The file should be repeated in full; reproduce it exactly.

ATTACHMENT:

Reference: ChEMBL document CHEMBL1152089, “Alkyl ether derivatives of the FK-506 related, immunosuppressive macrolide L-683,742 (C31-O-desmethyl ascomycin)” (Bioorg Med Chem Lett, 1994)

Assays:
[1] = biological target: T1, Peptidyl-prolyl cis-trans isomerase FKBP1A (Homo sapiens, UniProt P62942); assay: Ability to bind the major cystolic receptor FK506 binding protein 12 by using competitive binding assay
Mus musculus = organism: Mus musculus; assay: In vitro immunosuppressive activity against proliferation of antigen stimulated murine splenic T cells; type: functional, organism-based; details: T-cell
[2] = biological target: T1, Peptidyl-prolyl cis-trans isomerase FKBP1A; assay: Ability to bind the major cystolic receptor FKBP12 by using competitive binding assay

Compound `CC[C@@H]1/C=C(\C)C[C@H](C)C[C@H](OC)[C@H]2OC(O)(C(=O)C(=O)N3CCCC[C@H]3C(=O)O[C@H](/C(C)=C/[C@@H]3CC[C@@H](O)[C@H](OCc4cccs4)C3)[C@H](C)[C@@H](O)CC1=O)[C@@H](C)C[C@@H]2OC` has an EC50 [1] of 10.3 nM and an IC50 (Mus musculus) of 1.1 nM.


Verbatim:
Reference: ChEMBL document CHEMBL1152089, “Alkyl ether derivatives of the FK-506 related, immunosuppressive macrolide L-683,742 (C31-O-desmethyl ascomycin)” (Bioorg Med Chem Lett, 1994)

Assays:
[1] = biological target: T1, Peptidyl-prolyl cis-trans isomerase FKBP1A (Homo sapiens, UniProt P62942); assay: Ability to bind the major cystolic receptor FK506 binding protein 12 by using competitive binding assay
Mus musculus = organism: Mus musculus; assay: In vitro immunosuppressive activity against proliferation of antigen stimulated murine splenic T cells; type: functional, organism-based; details: T-cell
[2] = biological target: T1, Peptidyl-prolyl cis-trans isomerase FKBP1A; assay: Ability to bind the major cystolic receptor FKBP12 by using competitive binding assay

Compound `CC[C@@H]1/C=C(\C)C[C@H](C)C[C@H](OC)[C@H]2OC(O)(C(=O)C(=O)N3CCCC[C@H]3C(=O)O[C@H](/C(C)=C/[C@@H]3CC[C@@H](O)[C@H](OCc4cccs4)C3)[C@H](C)[C@@H](O)CC1=O)[C@@H](C)C[C@@H]2OC` has an EC50 [1] of 10.3 nM and an IC50 (Mus musculus) of 1.1 nM.